(11) God’s New People

We believe that God’s new covenant people have already come to the heavenly Jerusalem; they are already seated with Christ in the heavenlies. This universal church is manifest in local churches of which Christ is the only Head; thus each “local church” is, in fact, the church, the household of God, the assembly of the living God, and the pillar and foundation of the truth. The church is the body of Christ, the apple of his eye, graven on his hands, and he has pledged himself to her forever. The church is distinguished by her gospel message, her sacred ordinances, her discipline, her great mission, and, above all, by her love for God, and by her members’ love for one another and for the world. Crucially, this gospel we cherish has both personal and corporate dimensions, neither of which may properly be overlooked. Christ Jesus is our peace: he has not only brought about peace with God, but also peace between alienated peoples. His purpose was to create in himself one new humanity, thus making peace, and in one body to reconcile both Jew and Gentile to God through the cross, by which he put to death their hostility. The church serves as a sign of God’s future new world when its members live for the service of one another and their neighbors, rather than for self-focus. The church is the corporate dwelling place of God’s Spirit, and the continuing witness to God in the world.

(12) Baptism and the Lord’s Supper

We believe that baptism and the Lord’s Supper are ordained by the Lord Jesus himself. The former is connected with entrance into the new covenant community, the latter with ongoing covenant renewal. Together they are simultaneously God’s pledge to us, divinely ordained means of grace, our public vows of submission to the once crucified and now resurrected Christ, and anticipations of his return and of the consummation of all things.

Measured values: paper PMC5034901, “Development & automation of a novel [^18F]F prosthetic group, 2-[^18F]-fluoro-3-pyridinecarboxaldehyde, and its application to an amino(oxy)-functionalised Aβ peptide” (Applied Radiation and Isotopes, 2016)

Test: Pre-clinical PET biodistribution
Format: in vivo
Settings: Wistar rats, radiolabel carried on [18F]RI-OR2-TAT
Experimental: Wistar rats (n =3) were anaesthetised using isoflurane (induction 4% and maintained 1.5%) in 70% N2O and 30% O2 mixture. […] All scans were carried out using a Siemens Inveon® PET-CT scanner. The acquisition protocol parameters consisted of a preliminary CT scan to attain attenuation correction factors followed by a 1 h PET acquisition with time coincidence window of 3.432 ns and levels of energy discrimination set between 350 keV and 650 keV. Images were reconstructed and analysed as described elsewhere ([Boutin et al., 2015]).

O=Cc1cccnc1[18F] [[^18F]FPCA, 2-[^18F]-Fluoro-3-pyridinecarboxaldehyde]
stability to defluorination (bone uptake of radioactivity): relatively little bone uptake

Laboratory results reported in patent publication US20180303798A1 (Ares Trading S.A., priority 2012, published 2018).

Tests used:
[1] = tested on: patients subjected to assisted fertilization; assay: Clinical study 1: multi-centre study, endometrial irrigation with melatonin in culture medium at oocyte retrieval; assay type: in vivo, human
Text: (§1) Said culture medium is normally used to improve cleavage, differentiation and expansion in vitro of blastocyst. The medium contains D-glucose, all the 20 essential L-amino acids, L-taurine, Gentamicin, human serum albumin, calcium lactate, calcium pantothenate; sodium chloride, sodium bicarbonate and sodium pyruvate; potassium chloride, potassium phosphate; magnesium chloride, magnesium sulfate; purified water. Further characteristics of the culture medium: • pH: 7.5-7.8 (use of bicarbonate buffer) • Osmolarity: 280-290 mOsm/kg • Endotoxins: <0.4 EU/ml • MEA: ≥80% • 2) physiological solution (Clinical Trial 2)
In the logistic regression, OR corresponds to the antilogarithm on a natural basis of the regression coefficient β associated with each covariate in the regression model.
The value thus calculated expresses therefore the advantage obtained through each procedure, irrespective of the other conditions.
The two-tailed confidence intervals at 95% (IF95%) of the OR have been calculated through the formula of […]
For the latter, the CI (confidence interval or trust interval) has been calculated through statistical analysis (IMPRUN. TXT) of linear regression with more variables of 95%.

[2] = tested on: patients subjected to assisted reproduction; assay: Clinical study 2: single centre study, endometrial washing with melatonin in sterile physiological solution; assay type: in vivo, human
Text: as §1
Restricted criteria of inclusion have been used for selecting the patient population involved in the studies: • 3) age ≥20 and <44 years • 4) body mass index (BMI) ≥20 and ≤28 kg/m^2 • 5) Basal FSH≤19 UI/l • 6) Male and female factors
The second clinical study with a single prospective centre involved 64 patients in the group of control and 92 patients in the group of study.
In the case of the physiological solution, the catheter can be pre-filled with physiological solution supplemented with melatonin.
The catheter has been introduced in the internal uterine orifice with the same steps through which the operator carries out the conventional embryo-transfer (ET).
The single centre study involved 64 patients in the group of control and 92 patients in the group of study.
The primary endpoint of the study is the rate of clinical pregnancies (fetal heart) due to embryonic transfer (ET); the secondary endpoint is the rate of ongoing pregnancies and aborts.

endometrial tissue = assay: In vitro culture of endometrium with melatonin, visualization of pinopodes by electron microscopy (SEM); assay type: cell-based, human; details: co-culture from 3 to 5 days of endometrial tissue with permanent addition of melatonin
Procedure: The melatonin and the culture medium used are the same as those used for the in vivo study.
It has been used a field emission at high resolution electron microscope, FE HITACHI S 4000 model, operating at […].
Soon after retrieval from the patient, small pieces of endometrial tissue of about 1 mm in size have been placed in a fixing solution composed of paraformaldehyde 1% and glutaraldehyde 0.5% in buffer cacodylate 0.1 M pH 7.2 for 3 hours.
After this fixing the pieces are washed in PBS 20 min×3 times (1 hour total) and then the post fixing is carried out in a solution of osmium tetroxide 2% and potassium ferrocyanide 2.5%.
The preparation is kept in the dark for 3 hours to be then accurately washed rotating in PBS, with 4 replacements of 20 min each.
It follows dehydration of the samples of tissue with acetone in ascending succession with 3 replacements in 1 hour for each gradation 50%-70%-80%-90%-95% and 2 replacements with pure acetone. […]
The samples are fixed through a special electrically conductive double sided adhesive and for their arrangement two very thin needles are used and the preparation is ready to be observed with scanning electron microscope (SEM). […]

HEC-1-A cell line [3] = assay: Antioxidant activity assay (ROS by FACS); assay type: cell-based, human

(13) The Restoration of All Things

We believe in the personal, glorious, and bodily return of our Lord Jesus Christ with his holy angels, when he will exercise his role as final Judge, and his kingdom will be consummated. We believe in the bodily resurrection of both the just and the unjust—the unjust to judgment and eternal conscious punishment in hell, as our Lord himself taught, and the just to eternal blessedness in the presence of him who sits on the throne and of the Lamb, in the new heaven and the new earth, the home of righteousness. On that day the church will be presented faultless before God by the obedience, suffering and triumph of Christ, all sin purged and its wretched effects forever banished. God will be all in all and his people will be enthralled by the immediacy of his ineffable holiness, and everything will be to the praise of his glorious grace.

23 thoughts on “What I Believe